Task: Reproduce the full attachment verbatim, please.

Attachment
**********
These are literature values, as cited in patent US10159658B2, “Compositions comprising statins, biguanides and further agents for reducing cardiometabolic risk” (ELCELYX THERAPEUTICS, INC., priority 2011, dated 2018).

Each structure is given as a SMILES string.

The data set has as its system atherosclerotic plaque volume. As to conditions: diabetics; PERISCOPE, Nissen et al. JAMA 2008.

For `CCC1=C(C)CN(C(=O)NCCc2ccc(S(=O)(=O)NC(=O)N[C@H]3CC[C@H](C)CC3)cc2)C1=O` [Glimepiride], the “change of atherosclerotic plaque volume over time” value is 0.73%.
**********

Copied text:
These are literature values, as cited in patent US10159658B2, “Compositions comprising statins, biguanides and further agents for reducing cardiometabolic risk” (ELCELYX THERAPEUTICS, INC., priority 2011, dated 2018).

Each structure is given as a SMILES string.

The data set has as its system atherosclerotic plaque volume. As to conditions: diabetics; PERISCOPE, Nissen et al. JAMA 2008.

For `CCC1=C(C)CN(C(=O)NCCc2ccc(S(=O)(=O)NC(=O)N[C@H]3CC[C@H](C)CC3)cc2)C1=O` [Glimepiride], the “change of atherosclerotic plaque volume over time” value is 0.73%.